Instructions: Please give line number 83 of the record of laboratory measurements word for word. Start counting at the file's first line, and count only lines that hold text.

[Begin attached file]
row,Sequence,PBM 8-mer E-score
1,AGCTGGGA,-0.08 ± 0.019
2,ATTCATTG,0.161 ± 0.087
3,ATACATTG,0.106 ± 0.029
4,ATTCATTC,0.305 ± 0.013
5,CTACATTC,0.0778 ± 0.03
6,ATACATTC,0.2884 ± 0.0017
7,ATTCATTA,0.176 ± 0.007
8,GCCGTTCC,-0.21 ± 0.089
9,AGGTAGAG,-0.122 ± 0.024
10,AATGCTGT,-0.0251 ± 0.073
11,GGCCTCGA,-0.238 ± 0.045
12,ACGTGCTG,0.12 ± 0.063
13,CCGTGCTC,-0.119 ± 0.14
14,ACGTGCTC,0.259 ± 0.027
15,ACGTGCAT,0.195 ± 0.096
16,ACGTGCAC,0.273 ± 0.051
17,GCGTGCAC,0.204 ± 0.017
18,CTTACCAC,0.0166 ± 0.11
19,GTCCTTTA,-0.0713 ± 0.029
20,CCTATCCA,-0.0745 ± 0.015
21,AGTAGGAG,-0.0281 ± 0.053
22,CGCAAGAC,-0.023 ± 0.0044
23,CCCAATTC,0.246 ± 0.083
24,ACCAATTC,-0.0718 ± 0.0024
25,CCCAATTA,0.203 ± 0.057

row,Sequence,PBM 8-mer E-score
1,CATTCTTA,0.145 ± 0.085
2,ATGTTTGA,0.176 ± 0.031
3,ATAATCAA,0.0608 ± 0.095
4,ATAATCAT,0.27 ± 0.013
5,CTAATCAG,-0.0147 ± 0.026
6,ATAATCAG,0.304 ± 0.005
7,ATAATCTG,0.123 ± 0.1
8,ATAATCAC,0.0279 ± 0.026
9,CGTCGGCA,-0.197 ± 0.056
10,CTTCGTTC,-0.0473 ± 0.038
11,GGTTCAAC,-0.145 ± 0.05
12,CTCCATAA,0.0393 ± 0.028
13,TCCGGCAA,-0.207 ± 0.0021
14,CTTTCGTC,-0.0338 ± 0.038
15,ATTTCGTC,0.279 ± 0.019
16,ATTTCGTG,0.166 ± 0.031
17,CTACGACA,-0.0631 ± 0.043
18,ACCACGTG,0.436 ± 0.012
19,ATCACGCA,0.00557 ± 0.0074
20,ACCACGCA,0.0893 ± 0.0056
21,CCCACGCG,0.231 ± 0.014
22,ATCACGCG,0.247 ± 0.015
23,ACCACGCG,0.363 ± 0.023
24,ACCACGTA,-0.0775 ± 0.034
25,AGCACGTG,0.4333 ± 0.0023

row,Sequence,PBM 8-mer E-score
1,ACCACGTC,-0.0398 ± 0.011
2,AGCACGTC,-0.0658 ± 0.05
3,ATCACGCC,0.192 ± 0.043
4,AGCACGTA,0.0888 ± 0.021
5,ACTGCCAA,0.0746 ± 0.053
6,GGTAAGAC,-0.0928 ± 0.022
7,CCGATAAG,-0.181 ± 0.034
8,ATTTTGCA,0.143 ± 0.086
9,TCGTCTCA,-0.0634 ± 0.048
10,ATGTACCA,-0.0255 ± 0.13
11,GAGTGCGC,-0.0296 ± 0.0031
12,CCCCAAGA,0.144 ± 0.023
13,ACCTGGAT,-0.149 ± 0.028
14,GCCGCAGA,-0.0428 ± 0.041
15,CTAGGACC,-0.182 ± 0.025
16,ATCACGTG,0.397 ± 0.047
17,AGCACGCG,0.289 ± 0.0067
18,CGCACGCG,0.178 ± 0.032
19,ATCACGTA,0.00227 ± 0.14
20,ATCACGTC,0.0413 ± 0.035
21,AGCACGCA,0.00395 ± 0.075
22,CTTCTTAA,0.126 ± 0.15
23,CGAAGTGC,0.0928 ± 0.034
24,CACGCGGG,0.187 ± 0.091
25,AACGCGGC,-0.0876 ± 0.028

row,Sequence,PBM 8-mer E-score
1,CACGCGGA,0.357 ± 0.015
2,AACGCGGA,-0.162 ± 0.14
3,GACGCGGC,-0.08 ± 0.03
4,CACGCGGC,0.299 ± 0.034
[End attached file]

4,CACGCGGC,0.299 ± 0.034